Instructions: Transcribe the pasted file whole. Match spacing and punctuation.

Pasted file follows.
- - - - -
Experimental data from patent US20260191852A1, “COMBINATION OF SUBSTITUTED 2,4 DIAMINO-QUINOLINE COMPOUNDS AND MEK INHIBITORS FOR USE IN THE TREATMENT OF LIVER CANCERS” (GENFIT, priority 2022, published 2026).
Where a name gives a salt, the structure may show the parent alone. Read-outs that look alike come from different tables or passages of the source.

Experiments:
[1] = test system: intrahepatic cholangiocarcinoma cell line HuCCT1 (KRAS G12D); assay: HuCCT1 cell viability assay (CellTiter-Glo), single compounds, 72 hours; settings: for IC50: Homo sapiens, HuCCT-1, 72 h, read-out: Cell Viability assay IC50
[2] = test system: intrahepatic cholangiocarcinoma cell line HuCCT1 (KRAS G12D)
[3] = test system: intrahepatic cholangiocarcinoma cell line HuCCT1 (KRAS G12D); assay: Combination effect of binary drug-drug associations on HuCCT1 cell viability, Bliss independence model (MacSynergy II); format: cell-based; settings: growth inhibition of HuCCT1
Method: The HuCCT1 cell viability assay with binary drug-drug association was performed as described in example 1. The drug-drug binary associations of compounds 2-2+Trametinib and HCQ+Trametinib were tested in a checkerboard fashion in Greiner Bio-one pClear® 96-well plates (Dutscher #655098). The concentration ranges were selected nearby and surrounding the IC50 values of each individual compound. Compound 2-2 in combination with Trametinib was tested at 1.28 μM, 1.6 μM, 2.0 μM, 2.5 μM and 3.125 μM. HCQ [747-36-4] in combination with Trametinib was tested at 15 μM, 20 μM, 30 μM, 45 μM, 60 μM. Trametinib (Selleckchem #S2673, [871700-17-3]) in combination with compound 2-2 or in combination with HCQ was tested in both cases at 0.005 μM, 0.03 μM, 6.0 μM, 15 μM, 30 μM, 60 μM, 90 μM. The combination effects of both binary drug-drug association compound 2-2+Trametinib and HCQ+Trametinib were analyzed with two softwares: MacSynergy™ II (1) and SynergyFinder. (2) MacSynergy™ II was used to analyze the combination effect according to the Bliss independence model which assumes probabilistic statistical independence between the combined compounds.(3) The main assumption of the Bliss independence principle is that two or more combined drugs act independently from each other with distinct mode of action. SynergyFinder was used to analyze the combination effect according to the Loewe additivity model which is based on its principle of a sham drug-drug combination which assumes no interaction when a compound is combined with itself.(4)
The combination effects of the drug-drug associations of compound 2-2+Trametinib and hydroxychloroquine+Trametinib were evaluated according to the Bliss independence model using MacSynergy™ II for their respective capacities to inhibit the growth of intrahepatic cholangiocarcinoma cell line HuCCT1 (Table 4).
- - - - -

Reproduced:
Experimental data from patent US20260191852A1, “COMBINATION OF SUBSTITUTED 2,4 DIAMINO-QUINOLINE COMPOUNDS AND MEK INHIBITORS FOR USE IN THE TREATMENT OF LIVER CANCERS” (GENFIT, priority 2022, published 2026).
Where a name gives a salt, the structure may show the parent alone. Read-outs that look alike come from different tables or passages of the source.

Experiments:
[1] = test system: intrahepatic cholangiocarcinoma cell line HuCCT1 (KRAS G12D); assay: HuCCT1 cell viability assay (CellTiter-Glo), single compounds, 72 hours; settings: for IC50: Homo sapiens, HuCCT-1, 72 h, read-out: Cell Viability assay IC50
[2] = test system: intrahepatic cholangiocarcinoma cell line HuCCT1 (KRAS G12D)
[3] = test system: intrahepatic cholangiocarcinoma cell line HuCCT1 (KRAS G12D); assay: Combination effect of binary drug-drug associations on HuCCT1 cell viability, Bliss independence model (MacSynergy II); format: cell-based; settings: growth inhibition of HuCCT1
Method: The HuCCT1 cell viability assay with binary drug-drug association was performed as described in example 1. The drug-drug binary associations of compounds 2-2+Trametinib and HCQ+Trametinib were tested in a checkerboard fashion in Greiner Bio-one pClear® 96-well plates (Dutscher #655098). The concentration ranges were selected nearby and surrounding the IC50 values of each individual compound. Compound 2-2 in combination with Trametinib was tested at 1.28 μM, 1.6 μM, 2.0 μM, 2.5 μM and 3.125 μM. HCQ [747-36-4] in combination with Trametinib was tested at 15 μM, 20 μM, 30 μM, 45 μM, 60 μM. Trametinib (Selleckchem #S2673, [871700-17-3]) in combination with compound 2-2 or in combination with HCQ was tested in both cases at 0.005 μM, 0.03 μM, 6.0 μM, 15 μM, 30 μM, 60 μM, 90 μM. The combination effects of both binary drug-drug association compound 2-2+Trametinib and HCQ+Trametinib were analyzed with two softwares: MacSynergy™ II (1) and SynergyFinder. (2) MacSynergy™ II was used to analyze the combination effect according to the Bliss independence model which assumes probabilistic statistical independence between the combined compounds.(3) The main assumption of the Bliss independence principle is that two or more combined drugs act independently from each other with distinct mode of action. SynergyFinder was used to analyze the combination effect according to the Loewe additivity model which is based on its principle of a sham drug-drug combination which assumes no interaction when a compound is combined with itself.(4)
The combination effects of the drug-drug associations of compound 2-2+Trametinib and hydroxychloroquine+Trametinib were evaluated according to the Bliss independence model using MacSynergy™ II for their respective capacities to inhibit the growth of intrahepatic cholangiocarcinoma cell line HuCCT1 (Table 4).